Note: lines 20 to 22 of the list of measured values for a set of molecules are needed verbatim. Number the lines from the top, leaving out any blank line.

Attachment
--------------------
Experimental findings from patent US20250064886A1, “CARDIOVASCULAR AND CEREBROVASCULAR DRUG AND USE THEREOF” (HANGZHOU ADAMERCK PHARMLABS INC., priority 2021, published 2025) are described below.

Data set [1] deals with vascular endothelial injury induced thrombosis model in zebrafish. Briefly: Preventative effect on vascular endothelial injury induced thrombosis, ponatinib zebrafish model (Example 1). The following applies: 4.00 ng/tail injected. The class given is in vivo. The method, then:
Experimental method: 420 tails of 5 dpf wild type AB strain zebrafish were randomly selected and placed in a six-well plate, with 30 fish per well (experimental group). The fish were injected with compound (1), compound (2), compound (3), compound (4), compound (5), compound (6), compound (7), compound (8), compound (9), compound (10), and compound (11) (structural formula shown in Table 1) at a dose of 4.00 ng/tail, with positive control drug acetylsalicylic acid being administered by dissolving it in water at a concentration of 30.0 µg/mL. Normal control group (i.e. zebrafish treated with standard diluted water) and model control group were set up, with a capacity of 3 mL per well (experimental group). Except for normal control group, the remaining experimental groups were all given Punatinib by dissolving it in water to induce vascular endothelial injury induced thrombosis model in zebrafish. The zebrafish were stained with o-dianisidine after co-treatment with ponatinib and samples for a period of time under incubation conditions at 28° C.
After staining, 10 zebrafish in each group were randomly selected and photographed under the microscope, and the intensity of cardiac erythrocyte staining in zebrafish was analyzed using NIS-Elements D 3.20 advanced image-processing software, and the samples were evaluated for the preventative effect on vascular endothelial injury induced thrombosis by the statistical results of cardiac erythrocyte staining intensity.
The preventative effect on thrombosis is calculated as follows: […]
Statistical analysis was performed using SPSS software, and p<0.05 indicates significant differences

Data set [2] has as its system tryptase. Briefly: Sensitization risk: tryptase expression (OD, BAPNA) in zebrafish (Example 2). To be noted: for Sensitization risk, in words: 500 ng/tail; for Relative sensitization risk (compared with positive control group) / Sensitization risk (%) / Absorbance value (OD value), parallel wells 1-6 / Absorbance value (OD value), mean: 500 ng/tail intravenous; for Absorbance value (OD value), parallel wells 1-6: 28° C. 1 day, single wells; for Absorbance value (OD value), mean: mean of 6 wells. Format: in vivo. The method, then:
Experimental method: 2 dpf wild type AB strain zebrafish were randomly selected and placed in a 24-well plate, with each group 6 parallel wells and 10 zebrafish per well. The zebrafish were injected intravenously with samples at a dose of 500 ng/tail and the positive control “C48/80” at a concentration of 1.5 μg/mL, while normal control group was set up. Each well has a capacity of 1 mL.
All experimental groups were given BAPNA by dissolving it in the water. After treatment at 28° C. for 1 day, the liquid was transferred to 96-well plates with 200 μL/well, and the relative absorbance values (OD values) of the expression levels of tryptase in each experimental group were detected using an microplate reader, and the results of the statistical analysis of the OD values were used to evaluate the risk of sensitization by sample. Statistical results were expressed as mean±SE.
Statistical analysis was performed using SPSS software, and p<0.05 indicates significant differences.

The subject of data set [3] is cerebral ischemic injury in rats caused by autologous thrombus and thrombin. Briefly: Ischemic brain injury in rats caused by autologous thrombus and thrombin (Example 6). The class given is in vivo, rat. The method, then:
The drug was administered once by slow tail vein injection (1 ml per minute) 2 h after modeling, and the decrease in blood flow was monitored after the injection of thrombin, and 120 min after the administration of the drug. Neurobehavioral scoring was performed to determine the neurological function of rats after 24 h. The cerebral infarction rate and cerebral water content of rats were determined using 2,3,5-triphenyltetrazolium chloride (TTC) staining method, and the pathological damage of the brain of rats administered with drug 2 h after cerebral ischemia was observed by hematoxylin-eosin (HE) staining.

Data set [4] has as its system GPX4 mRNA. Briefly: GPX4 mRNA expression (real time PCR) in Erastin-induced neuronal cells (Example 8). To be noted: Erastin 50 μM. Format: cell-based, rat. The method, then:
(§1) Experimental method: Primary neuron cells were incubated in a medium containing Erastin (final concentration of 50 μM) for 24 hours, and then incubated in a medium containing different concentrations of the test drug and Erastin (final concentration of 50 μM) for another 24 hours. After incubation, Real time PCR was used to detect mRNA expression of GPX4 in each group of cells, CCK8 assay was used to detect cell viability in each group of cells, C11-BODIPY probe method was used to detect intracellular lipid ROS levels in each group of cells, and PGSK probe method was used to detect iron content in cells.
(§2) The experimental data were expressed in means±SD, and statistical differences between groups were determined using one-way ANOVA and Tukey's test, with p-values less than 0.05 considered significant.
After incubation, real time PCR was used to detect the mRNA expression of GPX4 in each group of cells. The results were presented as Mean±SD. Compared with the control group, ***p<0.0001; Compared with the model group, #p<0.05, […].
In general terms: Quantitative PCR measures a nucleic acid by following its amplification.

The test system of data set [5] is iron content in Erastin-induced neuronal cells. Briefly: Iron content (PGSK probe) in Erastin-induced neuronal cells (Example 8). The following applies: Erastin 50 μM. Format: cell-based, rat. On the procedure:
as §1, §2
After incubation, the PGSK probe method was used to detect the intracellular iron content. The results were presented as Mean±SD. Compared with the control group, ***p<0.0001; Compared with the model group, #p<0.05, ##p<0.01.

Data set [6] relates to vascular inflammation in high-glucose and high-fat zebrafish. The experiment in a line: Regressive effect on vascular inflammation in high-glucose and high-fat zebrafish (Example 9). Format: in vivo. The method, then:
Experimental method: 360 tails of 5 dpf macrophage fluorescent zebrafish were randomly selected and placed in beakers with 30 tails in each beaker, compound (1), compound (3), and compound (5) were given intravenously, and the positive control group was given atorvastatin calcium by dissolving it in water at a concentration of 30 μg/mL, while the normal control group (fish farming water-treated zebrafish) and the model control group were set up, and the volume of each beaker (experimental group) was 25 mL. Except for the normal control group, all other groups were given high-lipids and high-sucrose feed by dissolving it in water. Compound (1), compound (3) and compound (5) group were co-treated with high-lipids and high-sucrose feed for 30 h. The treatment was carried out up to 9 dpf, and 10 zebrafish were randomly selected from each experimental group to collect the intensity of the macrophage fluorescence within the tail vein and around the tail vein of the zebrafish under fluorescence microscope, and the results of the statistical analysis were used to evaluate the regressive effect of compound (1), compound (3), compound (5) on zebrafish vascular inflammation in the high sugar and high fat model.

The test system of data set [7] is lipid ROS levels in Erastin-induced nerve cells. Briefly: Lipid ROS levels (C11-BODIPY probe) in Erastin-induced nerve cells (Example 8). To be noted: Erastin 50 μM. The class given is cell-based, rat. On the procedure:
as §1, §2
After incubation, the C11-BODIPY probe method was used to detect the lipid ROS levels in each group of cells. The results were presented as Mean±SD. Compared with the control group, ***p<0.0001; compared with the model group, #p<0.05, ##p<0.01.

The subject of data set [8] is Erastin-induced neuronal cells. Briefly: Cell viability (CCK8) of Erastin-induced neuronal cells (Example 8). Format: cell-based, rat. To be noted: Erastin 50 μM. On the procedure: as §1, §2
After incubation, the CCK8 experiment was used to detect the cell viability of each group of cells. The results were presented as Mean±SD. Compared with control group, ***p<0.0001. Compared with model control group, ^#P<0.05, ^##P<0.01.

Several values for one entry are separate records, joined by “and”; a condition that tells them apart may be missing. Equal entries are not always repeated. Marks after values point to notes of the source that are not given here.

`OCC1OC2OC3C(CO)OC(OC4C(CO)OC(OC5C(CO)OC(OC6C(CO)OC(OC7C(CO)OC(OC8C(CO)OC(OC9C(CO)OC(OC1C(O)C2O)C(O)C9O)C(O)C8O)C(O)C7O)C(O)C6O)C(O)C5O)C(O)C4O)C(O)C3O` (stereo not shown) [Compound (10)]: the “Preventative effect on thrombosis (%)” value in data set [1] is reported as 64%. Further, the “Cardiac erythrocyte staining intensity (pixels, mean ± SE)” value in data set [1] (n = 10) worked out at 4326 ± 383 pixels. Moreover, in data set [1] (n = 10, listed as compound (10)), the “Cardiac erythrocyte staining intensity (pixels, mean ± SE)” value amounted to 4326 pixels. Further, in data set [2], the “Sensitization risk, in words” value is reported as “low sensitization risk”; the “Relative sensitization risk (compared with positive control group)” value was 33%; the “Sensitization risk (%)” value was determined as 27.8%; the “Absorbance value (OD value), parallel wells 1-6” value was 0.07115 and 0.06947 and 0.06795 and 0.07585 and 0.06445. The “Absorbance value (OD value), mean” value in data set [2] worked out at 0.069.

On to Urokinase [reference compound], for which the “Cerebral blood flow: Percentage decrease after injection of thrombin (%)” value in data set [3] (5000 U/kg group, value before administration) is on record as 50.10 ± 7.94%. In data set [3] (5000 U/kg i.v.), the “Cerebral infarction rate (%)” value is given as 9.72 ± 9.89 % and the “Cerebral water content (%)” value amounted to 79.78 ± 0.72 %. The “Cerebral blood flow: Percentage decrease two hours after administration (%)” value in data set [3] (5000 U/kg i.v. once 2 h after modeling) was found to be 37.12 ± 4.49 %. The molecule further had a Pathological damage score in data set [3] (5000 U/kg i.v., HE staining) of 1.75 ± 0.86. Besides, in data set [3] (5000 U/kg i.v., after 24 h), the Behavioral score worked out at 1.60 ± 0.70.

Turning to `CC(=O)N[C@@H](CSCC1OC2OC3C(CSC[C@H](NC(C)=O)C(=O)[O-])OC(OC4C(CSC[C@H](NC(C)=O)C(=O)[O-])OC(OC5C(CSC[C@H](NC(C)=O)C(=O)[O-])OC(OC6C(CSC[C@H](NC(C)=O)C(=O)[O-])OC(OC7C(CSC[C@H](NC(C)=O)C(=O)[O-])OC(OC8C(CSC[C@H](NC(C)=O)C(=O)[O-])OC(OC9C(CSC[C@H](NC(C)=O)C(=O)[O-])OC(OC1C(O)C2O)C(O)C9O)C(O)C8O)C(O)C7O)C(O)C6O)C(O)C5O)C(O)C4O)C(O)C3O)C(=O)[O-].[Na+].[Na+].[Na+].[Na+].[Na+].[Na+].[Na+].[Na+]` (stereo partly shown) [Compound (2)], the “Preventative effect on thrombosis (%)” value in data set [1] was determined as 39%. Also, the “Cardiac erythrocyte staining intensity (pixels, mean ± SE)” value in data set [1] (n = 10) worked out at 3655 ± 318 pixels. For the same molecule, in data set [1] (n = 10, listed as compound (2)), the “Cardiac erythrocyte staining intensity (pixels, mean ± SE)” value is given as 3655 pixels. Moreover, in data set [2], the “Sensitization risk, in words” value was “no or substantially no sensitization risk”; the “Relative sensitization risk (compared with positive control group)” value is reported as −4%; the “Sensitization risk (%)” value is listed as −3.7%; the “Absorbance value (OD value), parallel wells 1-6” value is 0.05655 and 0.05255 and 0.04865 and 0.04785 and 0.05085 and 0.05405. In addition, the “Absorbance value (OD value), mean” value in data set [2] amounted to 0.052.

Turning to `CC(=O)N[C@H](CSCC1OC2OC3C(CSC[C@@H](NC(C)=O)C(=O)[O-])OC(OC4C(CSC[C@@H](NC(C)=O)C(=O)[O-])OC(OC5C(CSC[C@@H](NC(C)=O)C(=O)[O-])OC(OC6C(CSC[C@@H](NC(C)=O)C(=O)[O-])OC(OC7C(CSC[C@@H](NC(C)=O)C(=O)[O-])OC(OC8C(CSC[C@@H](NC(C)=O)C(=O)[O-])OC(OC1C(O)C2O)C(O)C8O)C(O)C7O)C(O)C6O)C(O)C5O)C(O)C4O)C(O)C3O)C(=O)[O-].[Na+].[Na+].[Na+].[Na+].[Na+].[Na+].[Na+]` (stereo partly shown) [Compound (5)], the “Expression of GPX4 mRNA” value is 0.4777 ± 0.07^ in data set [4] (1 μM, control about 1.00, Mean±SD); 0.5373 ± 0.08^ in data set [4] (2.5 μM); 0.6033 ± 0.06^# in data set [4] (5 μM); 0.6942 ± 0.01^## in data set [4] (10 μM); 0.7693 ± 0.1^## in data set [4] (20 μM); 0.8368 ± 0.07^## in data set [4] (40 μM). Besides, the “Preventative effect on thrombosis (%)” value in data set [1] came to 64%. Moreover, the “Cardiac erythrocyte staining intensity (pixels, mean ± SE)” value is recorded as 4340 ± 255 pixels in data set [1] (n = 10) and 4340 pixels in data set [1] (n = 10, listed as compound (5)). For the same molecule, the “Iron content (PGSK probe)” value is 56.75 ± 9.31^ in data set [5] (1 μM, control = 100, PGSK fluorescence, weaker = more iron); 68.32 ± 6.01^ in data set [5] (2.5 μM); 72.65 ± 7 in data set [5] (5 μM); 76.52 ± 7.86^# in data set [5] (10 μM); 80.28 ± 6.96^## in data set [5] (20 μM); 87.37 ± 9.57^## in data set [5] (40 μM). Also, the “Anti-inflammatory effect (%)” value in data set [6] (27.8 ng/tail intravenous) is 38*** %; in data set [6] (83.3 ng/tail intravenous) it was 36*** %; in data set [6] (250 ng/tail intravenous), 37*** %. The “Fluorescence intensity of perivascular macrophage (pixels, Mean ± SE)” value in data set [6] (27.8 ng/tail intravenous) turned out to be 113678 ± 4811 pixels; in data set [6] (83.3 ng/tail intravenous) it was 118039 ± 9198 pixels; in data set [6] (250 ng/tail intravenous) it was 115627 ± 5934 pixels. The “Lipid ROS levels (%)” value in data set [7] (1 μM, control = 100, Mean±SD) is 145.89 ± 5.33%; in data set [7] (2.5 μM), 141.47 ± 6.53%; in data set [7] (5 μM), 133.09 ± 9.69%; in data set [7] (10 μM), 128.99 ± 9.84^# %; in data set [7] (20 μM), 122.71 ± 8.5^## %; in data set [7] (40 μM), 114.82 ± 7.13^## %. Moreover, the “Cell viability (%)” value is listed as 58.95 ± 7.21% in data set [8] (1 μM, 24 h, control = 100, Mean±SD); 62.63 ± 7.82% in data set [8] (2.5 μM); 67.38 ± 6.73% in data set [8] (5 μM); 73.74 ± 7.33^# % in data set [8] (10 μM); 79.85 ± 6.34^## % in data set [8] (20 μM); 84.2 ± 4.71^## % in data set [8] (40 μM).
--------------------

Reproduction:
After incubation, the PGSK probe method was used to detect the intracellular iron content. The results were presented as Mean±SD. Compared with the control group, ***p<0.0001; Compared with the model group, #p<0.05, ##p<0.01.

Data set [6] relates to vascular inflammation in high-glucose and high-fat zebrafish. The experiment in a line: Regressive effect on vascular inflammation in high-glucose and high-fat zebrafish (Example 9). Format: in vivo. The method, then:
Experimental method: 360 tails of 5 dpf macrophage fluorescent zebrafish were randomly selected and placed in beakers with 30 tails in each beaker, compound (1), compound (3), and compound (5) were given intravenously, and the positive control group was given atorvastatin calcium by dissolving it in water at a concentration of 30 μg/mL, while the normal control group (fish farming water-treated zebrafish) and the model control group were set up, and the volume of each beaker (experimental group) was 25 mL. Except for the normal control group, all other groups were given high-lipids and high-sucrose feed by dissolving it in water. Compound (1), compound (3) and compound (5) group were co-treated with high-lipids and high-sucrose feed for 30 h. The treatment was carried out up to 9 dpf, and 10 zebrafish were randomly selected from each experimental group to collect the intensity of the macrophage fluorescence within the tail vein and around the tail vein of the zebrafish under fluorescence microscope, and the results of the statistical analysis were used to evaluate the regressive effect of compound (1), compound (3), compound (5) on zebrafish vascular inflammation in the high sugar and high fat model.